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Jimbo Fisher defends Texas A&M, takes shots at Nick Saban: 'A narcissist'

After Nick Saban accused Texas A&M of buying its recruiting class, Jimbo Fisher defended his team while taking direct shots at his former boss's reputation and character.

In a roughly 10 minute address on Thursday morning, Jimbo Fisher brought out a flamethrower and scorched every stretch of grass from College Station to Tuscaloosa, with particular ire toward his former boss. 

It all started last night when Nick Saban alleged that Jimbo paid every player on his roster after landing the top recruiting class in the country last year.

“We were second in recruiting last year. A&M was first. A&M bought every player on their team. Made a deal for name, image and likeness. We didn’t buy one player. But I don’t know if we’re going to be able to sustain that in the future because more and more people are doing it,” Saban said.

Fisher called a press conference to address Saban's accusations, and address he did. 

"Seventeen year old kids. You're taking shots at 17 year old kids and their families. We never bought anybody. No rules were broken, nothing was gone wrong. It's despicable that a head coach could come out and say these things when things don't go his way," Fisher said. 

"The parity he talks about? Go talk to the people that have worked for him. There never has been parity. Certain people have never followed the rules.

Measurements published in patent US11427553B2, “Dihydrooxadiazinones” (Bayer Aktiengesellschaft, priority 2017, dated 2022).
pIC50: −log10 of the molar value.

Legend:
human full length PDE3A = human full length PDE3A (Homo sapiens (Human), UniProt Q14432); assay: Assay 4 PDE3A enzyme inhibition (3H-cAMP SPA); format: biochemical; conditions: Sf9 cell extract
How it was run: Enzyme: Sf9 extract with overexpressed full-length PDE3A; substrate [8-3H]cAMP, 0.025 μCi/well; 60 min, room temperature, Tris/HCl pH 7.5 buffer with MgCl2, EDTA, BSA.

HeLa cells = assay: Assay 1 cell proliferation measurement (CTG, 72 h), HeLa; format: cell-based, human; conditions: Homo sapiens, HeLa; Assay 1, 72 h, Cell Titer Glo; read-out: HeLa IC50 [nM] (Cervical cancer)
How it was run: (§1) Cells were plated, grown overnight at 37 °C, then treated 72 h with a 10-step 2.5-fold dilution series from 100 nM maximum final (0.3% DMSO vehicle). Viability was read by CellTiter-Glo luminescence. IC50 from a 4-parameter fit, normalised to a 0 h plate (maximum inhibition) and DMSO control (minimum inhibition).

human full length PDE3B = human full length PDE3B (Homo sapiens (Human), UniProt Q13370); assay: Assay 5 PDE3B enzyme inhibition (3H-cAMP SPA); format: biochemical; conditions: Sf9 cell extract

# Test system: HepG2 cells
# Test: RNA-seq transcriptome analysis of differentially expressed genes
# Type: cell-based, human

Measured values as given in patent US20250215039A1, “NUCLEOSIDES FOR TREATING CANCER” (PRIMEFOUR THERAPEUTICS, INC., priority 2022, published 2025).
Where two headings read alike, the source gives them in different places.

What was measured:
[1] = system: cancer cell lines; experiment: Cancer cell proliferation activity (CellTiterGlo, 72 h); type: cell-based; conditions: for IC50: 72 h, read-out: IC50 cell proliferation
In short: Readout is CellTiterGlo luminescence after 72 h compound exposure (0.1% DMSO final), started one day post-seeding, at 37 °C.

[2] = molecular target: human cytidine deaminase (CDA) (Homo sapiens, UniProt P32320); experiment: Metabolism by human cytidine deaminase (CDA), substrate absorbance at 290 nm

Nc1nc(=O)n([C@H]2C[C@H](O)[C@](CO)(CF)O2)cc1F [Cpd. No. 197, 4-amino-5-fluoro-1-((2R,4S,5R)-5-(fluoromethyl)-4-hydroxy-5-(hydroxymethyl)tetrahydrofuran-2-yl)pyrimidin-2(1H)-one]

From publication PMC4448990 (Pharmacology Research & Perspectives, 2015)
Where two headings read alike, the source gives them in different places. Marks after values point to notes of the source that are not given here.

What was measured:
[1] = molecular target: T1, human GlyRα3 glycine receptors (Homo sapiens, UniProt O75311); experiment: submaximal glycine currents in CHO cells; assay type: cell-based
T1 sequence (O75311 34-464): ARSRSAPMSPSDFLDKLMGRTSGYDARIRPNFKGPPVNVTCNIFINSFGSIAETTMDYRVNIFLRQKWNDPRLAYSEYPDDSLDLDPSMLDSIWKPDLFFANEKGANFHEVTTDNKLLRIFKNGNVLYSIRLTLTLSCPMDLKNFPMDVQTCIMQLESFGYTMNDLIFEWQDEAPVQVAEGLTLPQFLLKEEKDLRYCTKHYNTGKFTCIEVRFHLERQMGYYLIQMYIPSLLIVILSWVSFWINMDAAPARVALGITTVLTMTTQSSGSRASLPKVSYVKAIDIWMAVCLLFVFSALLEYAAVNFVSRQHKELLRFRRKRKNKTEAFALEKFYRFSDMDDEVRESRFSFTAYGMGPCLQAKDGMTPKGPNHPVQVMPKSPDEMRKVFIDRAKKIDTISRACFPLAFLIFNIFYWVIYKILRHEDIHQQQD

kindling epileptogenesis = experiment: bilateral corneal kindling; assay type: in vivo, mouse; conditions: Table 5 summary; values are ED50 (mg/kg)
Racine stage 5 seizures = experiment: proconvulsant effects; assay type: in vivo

"Our fans, I apologize to you guys for people saying things about Texas A&M. I promise you this, there are no violations."

Fisher plenty bothered that, for the third time since Texas A&M secured its record-breaking recruiting class, he had to defend his school's and his player's honor and integrity. But he was especially perturbed he had to defend his player's honor and integrity from Nick Saban, at one point calling him "a narcissist." 

"Some people think they're God. Go dig into God did his deal, and you may find out about a lot of things you don't want to know," he said. "We build him up to be the czar of college football. Go dig into his past."

"My dad told me, When people show you who they are, believe them. He's showing you who he is."

Asked if the two had spoken since Wednesday night, Fisher said the opportunity arose but he declined. "I'm not going to. We're done. He's the greatest ever, huh? When you've got all the advantages, it's easy."

"You coach with people like Bobby Bowden and learn how to do things. You coach with other people and learn how not to do things. There's a reason I haven't gone back and worked for him. I've had opportunities. Don't want to be associated with him."

"You can call me anything you want to call me, but I don't cheat and I don't lie. I learned that when I was a kid. If you did, your old man would slap you upside the head," Fisher said. "Maybe somebody should've slapped him."

Fisher also pointed out this oddity in Saban's remarks from Wednesday night. 

"What's funny, right before he said that about us, wasn't he soliciting funds from the crowd? When you walk on water I guess it doesn't matter."

Fisher and Saban will be in the same room later this month, for the SEC spring meetings in Destin. SEC media days await in July. And then there is their Oct. 8 meeting in Tuscaloosa, as Alabama looks for revenge for last year's 41-38 Aggie victory, the first time a Saban assistant ever defeated The Boss. You can bet College GameDay will be in Tuscaloosa in October -- can they also be in Destin this month? -- to gobble up every angle of the awkwardness, but Fisher said he won't run from it. 

"I don't mind confrontation. Lived with it my whole life. Kinda like it, myself. Backing away from it wasn't the way I was raised," he said.

In that same speaking engagement, Saban brought up allegations regarding Deion Sanders and his program at Jackson State as well, and Deion has also pledged to address Saban's comments as well.

We'll have more on that when Coach Prime decides to take the spotlight, which could be later today.